transportation

City of Fresno

The U.S. Department of Transportation announced today that it will provide $16 million to help the City of Fresno bring automobile traffic back to downtown’s Fulton Mall.

The city says the $20 million project will help boost business in the struggling area by removing a nearly fifty-year-old pedestrian mall which occupies what was once Fresno’s main commercial street.

In a press release, DOT officials wrote that the project will:

Elon Musk

It's an ambitious project that would connect San Francisco and Los Angeles with a high speed transportation system running through the San Joaquin Valley. But it's not California's planned high speed train system. Instead it's called the Hyperloop -  the latest concept from billionaire entrepreneur Elon Musk.

Flickr user http://www.flickr.com/photos/joeshlabotnik/ / Creative Commons License / Flickr.com

A riddle. If you land at a big-city airport and there’s no train there, where are you?

Answer: California.

Yes, San Francisco, I know you’re the exception, with a BART train stop inside San Francisco International Airport (SFO). But the California rule is that we’ll invest billions in our airports and billions in our trains, but we wouldn’t dream of directly connecting the two.

Instead, we taunt those who dare to dream.

Safety Rules for Limos May Be Tightened

Jul 29, 2013

A fatal limo fire in Northern California has brought about new state legislation aimed at improving limousine safety.

The fire occurred last May. It claimed the lives of five women heading to a bridal shower. The women could not escape because the limo did not have emergency exits.

Under one bill all limos would be required to have exit features such as rear doors and pop-out windows. A separate bill would require limos to carry fire extinguishers in both the passenger and driver areas.

Law Would Give Bikes a Buffer Zone

Jul 29, 2013
Flickr user alisdair / Creative Commons License / Flickr.com

For a third time a California lawmaker has proposed legislation that would require cars to maintain a distance of at least three feet when passing a bicycle. The previous two bills were vetoed by Governor Jerry Brown. Katie Orr reports from Sacramento on why this time might be different.

Flickr user ScottSchrantz / Creative Commons License / Flickr.com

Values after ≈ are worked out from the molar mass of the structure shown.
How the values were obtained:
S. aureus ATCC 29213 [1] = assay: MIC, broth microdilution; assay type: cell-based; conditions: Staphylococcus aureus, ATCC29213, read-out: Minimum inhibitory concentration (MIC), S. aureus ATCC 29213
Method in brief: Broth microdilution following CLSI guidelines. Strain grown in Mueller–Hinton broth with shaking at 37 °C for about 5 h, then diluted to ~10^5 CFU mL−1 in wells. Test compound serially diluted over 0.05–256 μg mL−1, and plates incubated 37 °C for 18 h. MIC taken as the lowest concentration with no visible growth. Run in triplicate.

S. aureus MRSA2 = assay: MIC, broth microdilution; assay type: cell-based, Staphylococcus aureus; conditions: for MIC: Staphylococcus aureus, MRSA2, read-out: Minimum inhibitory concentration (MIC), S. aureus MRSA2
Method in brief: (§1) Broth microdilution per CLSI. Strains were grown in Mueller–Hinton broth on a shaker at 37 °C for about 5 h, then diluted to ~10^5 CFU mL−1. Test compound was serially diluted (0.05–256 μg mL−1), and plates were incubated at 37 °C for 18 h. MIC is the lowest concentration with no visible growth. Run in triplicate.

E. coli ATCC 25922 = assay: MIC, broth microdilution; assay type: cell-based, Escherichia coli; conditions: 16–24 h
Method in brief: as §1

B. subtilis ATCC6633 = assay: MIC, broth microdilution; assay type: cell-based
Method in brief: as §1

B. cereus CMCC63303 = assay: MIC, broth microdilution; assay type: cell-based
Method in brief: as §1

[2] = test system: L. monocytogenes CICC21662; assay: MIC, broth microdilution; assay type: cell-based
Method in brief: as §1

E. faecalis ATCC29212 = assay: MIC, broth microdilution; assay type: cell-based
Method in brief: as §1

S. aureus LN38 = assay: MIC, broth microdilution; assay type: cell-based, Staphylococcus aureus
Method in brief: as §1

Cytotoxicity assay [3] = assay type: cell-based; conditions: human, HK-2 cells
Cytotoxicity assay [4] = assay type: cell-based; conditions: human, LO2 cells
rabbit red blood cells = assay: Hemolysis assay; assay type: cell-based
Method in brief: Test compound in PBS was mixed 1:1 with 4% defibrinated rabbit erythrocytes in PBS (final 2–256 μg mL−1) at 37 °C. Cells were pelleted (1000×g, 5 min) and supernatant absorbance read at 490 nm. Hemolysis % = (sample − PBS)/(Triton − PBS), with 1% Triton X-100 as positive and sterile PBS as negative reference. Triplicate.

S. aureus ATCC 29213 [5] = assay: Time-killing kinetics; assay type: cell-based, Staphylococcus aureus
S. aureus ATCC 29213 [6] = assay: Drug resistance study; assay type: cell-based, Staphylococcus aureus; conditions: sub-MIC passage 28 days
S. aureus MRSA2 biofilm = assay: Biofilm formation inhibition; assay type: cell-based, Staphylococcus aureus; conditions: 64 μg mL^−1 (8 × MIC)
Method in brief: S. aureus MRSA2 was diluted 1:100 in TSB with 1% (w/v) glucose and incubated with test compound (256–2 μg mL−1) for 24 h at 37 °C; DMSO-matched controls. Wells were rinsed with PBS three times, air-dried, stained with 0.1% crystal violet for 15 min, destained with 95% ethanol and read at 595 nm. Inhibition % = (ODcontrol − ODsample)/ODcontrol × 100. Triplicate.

What once sounded like the stuff of science fiction is now reality on the drawing board. Rapid advancements are being made in the field of driverless cars. And as Katie Orr reports from Sacramento, California is working to get out ahead of the curve. 

At a Ford Dealership in Northern Sacramento, Fleet Sales Manager Obeth Carlos Davila drives a new Ford Explorer off the lot. It’s this year’s version of the car of the future.

Davila takes his foot of the gas and his hands off the wheel and watches the car steer itself into a parallel parking space.

Andrew Nixon / Capital Public Radio

The price at the pump goes up today/Monday in California – by 3 ½ cents per gallon of gasoline.  As Ben Adler reports from Sacramento, that’s because of a particularly complex part of an old state budget deal.

California tax law is full of confusing formulas with colorful names, like the triple flip and the single sales factor.  Here, we’re talking about something called the gas tax swap.  It stems from the 2010 budget deal in the heart of the recession. 

Joe Moore / Valley Public Radio

Earlier this month, an article in the New York Times  showcased Los Angeles for being the first major city  in the world to synchronize every one of its 4,500 traffic signals. But closer to home, a similar project is already underway in Fresno, which could make commutes on Shaw Avenue quicker by the end of April. Valley Public Radio’s Ezra Romero reports.

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Ezra Romero / Valley Public Radio

The future of a well-established neighborhood in Bakersfield is on the rocks. The reason: a three decade old freeway project with intentions to connect Bakersfield with the rest of the state. Valley Public Radio's Ezra Romero visits the community, speaks with community leaders and reports on the future of what some call a better connected Bakersfield and California.

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Joe Moore / Valley Public Radio

A new study shows that local roads in California are falling into a state of disrepair at an alarming rate. As Amy Quinton reports from Sacramento, the report says the majority of counties have roads at risk of failing.

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